Updated 2015-11-16 15:24:08 by pooryorick


The memory command provides various facilities for debugging Tcl's memory management. It is only available when Tcl is configured to include memory debugging; this is not a default configuration because of the performance penalty involved.

Supported subcommands:
[memory active] file
[memory break_on_malloc] count
[memory info]
[memory init] [on|off]
[memory onexit] file
[memory tag] string
[memory trace] [on|off]
[memory trace_on_at_malloc] count
[memory validate] [on|off]

BAS I'm not an expert on this command, but just recently used it, and it was quite helpful. So I thought I would just jot down some notes for others.

First, you need to have TCL_MEM_DEBUG defined in your tclsh/wish. I was testing an extension, so I also set it in the extension...not sure if that is needed. By setting that option, it gives you the memory command, and also puts guards around any memory allocation.

How I used it, was I would use memory info and memory onexit. memory info will give you a status on memory allocates that were performed (it dumps it to a file). It looks like this:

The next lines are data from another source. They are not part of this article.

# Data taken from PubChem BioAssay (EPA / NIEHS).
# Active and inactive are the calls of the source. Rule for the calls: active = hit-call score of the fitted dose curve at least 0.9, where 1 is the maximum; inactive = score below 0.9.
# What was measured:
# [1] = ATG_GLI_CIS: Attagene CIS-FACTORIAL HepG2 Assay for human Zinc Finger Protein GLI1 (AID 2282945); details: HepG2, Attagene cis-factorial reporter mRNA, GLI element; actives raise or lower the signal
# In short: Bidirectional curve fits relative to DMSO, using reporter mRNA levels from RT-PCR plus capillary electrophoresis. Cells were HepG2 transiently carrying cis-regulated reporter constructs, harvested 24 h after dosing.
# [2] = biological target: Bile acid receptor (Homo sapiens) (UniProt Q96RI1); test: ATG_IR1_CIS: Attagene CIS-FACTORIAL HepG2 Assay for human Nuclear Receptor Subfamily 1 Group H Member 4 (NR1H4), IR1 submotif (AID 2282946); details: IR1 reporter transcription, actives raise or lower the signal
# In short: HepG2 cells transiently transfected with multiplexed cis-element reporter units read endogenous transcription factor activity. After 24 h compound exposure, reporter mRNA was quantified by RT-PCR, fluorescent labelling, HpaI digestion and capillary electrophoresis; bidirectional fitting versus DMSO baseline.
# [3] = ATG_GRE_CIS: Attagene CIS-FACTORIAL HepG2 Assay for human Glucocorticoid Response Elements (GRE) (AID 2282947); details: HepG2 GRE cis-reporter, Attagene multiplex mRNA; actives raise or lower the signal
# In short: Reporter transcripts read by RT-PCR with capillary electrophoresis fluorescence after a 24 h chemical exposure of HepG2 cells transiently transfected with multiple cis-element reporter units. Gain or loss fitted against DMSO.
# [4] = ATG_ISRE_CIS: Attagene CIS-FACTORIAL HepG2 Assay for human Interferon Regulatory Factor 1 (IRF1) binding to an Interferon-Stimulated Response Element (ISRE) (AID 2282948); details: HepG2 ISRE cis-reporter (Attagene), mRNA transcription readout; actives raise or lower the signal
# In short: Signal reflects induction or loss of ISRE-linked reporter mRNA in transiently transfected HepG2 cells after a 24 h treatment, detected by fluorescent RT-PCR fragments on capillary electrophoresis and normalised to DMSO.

total mallocs                   3758
 total frees                     2686
 current packets allocated       1072
 current bytes allocated        75445
 maximum packets allocated       1371
 maximum bytes allocated        91655

memory onexit (and memory active), will give will dump active allocs to a file, and looks like this:
 808ccd0 -  808cd5b      140 @ ../generic/tclCompile.c 1581
 8063910 -  806391b       12 @ ../generic/tclLiteral.c 290
 808c9e8 -  808c9eb        4 @ ../generic/tclLiteral.c 267
 808c898 -  808c8af       24 @ ../generic/tclLiteral.c 261
 808c788 -  808c793       12 @ ../generic/tclLiteral.c 290
 806b210 -  806b216        7 @ ../generic/tclLiteral.c 267
 808cde0 -  808cdf7       24 @ ../generic/tclLiteral.c 261

So, if the memory info report showed a very big difference between the mallocs and frees, I would look in the memory onexit report, and grep for any lines that had my extension files in it. It gives the line numbers, so you just need to go the line number, and then figure out why it complaining. Most of my problems were that I was not freeing correctly, so I would just make sure I would free that malloc.

See also edit

Further Reading  edit

What every programmer should know about memory, Part 1, Ullrich Drepper, 2007-09-21
Essential reading on the topic.